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 user 2009-12-14 at 11:03:02 am Views: 47
  • #23210


    Apple improved music
    players with the iPod, and revolutionized the cell phone with the
    iPhone. So why shouldn’t it do the same thing with printers?That’s the
    question a Macworld editor put to me when describing the slideshow look
    at Apple-built printers over the years. I’m not sure if the editor was
    joking, but it took me a while to stop laughing before I could remind
    him why some things are better left in the past.Frankly, there’s no
    money in printers, only in printer supplies–and you can only get that
    revenue if you make the printing engine. Apple never did.

    discussed in this overview of Apple’s printer business, the company sold
    printers throughout the 1980s and 1990s because it needed to be sure
    that high-quality printers were available for its computers. You may
    forget that the “Windows monopoly” didn’t really consolidate until
    around 1995-1996. In the ’80s there were lots of computer makers; in the
    early ’90s, the operating systems were so fragmented that every
    application supported its own graphic printer drivers. Consider yourself
    lucky if you don’t remember the days when PC owners had to check every
    application to see if it was compatible with their particular printer.

    operating systems with their own printer drivers helped reverse that
    trend, but far more gradually than you may realize. The Classic Mac OS
    had no “printing architecture.” Each printer driver implemented
    everything, from the ground up, including figuring out how to emulate
    every hack that every application had used to get better results from
    the ImageWriter and LaserWriter drivers. (My favorite: Until about 1998,
    unless printer drivers set a specific address to non-zero while the
    Finder was printing, the Finder refused to print icons.) QuickDraw GX
    hoped to change that, but died under pressure from application
    developers who didn’t want to rewrite their printing code.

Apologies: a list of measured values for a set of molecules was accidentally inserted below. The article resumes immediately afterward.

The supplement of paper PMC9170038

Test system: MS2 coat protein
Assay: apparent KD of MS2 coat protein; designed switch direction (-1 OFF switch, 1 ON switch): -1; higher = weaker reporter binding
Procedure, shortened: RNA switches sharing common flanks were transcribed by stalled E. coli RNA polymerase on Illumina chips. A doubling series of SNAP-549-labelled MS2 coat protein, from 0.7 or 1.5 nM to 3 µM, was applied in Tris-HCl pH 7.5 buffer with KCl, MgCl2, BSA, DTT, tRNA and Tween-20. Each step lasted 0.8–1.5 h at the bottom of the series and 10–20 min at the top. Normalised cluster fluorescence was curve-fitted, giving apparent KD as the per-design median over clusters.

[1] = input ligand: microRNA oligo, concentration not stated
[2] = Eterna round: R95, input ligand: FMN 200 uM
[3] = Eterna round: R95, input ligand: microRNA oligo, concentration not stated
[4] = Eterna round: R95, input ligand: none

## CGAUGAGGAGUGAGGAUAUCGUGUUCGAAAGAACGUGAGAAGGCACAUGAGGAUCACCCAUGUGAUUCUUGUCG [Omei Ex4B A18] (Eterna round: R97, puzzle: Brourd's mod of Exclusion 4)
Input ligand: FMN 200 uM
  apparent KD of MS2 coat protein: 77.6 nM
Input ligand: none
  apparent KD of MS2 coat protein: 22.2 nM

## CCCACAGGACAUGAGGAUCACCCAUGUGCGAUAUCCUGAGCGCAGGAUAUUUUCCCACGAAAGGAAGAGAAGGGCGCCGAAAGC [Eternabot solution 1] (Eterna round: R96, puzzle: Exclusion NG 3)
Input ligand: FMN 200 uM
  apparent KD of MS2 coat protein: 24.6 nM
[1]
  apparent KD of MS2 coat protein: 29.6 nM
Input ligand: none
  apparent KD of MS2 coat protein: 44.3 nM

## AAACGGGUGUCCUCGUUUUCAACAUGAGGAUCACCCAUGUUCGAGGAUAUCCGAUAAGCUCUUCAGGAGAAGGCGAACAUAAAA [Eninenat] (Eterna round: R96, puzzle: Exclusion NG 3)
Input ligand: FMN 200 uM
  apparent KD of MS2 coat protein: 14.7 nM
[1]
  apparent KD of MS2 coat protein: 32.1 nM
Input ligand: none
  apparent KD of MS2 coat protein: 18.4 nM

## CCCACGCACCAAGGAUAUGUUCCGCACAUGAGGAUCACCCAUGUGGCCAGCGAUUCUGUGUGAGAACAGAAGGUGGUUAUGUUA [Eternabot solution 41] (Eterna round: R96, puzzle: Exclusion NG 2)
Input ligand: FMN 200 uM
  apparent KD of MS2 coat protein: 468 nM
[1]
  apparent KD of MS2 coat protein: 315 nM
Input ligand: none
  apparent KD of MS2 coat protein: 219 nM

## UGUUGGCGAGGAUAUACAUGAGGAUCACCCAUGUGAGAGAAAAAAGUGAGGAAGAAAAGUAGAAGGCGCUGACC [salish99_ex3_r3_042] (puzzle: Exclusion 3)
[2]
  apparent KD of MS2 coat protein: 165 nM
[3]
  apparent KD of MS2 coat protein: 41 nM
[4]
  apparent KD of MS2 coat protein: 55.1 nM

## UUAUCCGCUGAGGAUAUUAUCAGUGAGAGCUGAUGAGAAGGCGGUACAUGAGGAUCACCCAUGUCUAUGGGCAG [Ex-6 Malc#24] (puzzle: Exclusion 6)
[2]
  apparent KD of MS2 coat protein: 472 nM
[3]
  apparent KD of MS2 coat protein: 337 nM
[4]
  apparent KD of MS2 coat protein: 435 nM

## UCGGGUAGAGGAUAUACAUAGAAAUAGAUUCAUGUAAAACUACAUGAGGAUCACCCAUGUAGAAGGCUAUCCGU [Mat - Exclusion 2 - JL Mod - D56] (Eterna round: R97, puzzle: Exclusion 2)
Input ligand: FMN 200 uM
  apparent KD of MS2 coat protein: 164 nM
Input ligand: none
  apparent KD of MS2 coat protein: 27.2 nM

By the
    late 1980s, HP and some other innovative printing vendors had done the
    thankless work of figuring this out; they started shipping their own Mac
    printer drivers. By the time Steve Jobs returned to Apple, there were
    plenty of high-quality Mac-compatible printers available from a wide
    variety of manufacturers. When the company had to winnow projects to
    focus on the basics, lower-margin printers were an easy cut to make.If
    you long for the days of Apple printer innovation, you should know that
    Apple never made its own printing technology. The print heads in its dot
    matrix printers came from C. Itoh; the inkjet engines from Canon or HP;
    the laser engines from Canon or Fuji-Xerox. Early on, Apple built some
    printers itself with OEM parts, but by the end, StyleWriters were merely
    rebranded HP printers built with Apple’s logo. The innovation, at the
    time, was in the drivers. Thanks to CUPS in Mac OS X, printer drivers
    are no longer nearly the black art they used to be. There’s finally a
    real printing architecture open to everyone.

    That’s all
    background to the main point–there’s no money in printers. Macworld’s
    own comparison pricing site lists a 4800-by-1200-DPI color HP DeskJet
    printer, capable of 20 pages per minute, available new for as low as
    $30. HP’s annual report says that the money in printing is in
    supplies–some specialty papers, but mostly ink and toner. Lexmark’s SEC
    filings describe no fewer than six restructuring programs since 2006
    and detail the company’s efforts to focus its products on “high-usage”
    markets–the ones that consume the most supplies.

    companies have been trying to protect the fat margins on their printer
    supplies with everything up to and including smart chips that only
    accept digitally signed supplies, leading to lots of lawsuits and
    consumer enmity. And those margins remain under pressure as consumers
    look for lower-cost ink, with new services such as Costco’s on-site
    inkjet cartridge refill service emerging to put even more of a squeeze
    on printer manufacturers.

    Even if you want to ignore those
    problems, you’d still face the dozens of extra parts Apple would have to
    add, stock, and track for supplying and servicing any printers it made.
    Apple’s retail stores would need additional repair space and staffing.
    And printers introduce a large class of technical support problems that
    Apple currently avoids. And after all that, unless Apple made the print
    engine, it wouldn’t make the ink, and that’s where all the money is.

    are hundreds of printers available to today’s Mac users at no cost to
    Apple, and no money to be made by competing with them. Unless Apple has a
    game-changing printing technology hidden in its labs somewhere–and
    there’s no indication that it does–then printing is a game Apple can’t
    beat. The only winning move is not to play.